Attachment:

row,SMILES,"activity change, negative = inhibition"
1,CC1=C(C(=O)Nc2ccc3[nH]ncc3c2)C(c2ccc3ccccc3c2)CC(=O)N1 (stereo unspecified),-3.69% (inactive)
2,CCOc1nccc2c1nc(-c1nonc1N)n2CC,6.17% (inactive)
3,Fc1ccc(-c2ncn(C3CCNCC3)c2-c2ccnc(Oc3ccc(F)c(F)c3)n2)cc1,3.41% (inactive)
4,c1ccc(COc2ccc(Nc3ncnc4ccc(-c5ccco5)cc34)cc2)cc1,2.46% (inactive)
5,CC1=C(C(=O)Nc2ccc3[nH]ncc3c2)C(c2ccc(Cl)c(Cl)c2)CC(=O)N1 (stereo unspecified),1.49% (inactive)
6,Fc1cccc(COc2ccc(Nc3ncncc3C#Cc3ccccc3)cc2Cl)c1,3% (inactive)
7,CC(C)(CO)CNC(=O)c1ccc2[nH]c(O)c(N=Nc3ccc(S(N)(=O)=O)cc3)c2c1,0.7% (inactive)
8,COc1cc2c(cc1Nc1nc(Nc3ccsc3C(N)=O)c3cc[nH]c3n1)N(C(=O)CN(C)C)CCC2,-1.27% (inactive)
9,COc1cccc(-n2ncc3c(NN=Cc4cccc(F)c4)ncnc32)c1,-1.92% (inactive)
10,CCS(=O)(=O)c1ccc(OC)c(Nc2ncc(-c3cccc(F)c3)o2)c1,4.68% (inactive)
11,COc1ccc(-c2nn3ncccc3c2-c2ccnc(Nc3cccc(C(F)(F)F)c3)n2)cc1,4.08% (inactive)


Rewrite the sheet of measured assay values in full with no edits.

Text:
row,SMILES,"activity change, negative = inhibition"
1,CC1=C(C(=O)Nc2ccc3[nH]ncc3c2)C(c2ccc3ccccc3c2)CC(=O)N1 (stereo unspecified),-3.69% (inactive)
2,CCOc1nccc2c1nc(-c1nonc1N)n2CC,6.17% (inactive)
3,Fc1ccc(-c2ncn(C3CCNCC3)c2-c2ccnc(Oc3ccc(F)c(F)c3)n2)cc1,3.41% (inactive)
4,c1ccc(COc2ccc(Nc3ncnc4ccc(-c5ccco5)cc34)cc2)cc1,2.46% (inactive)
5,CC1=C(C(=O)Nc2ccc3[nH]ncc3c2)C(c2ccc(Cl)c(Cl)c2)CC(=O)N1 (stereo unspecified),1.49% (inactive)
6,Fc1cccc(COc2ccc(Nc3ncncc3C#Cc3ccccc3)cc2Cl)c1,3% (inactive)
7,CC(C)(CO)CNC(=O)c1ccc2[nH]c(O)c(N=Nc3ccc(S(N)(=O)=O)cc3)c2c1,0.7% (inactive)
8,COc1cc2c(cc1Nc1nc(Nc3ccsc3C(N)=O)c3cc[nH]c3n1)N(C(=O)CN(C)C)CCC2,-1.27% (inactive)
9,COc1cccc(-n2ncc3c(NN=Cc4cccc(F)c4)ncnc32)c1,-1.92% (inactive)
10,CCS(=O)(=O)c1ccc(OC)c(Nc2ncc(-c3cccc(F)c3)o2)c1,4.68% (inactive)
11,COc1ccc(-c2nn3ncccc3c2-c2ccnc(Nc3cccc(C(F)(F)F)c3)n2)cc1,4.08% (inactive)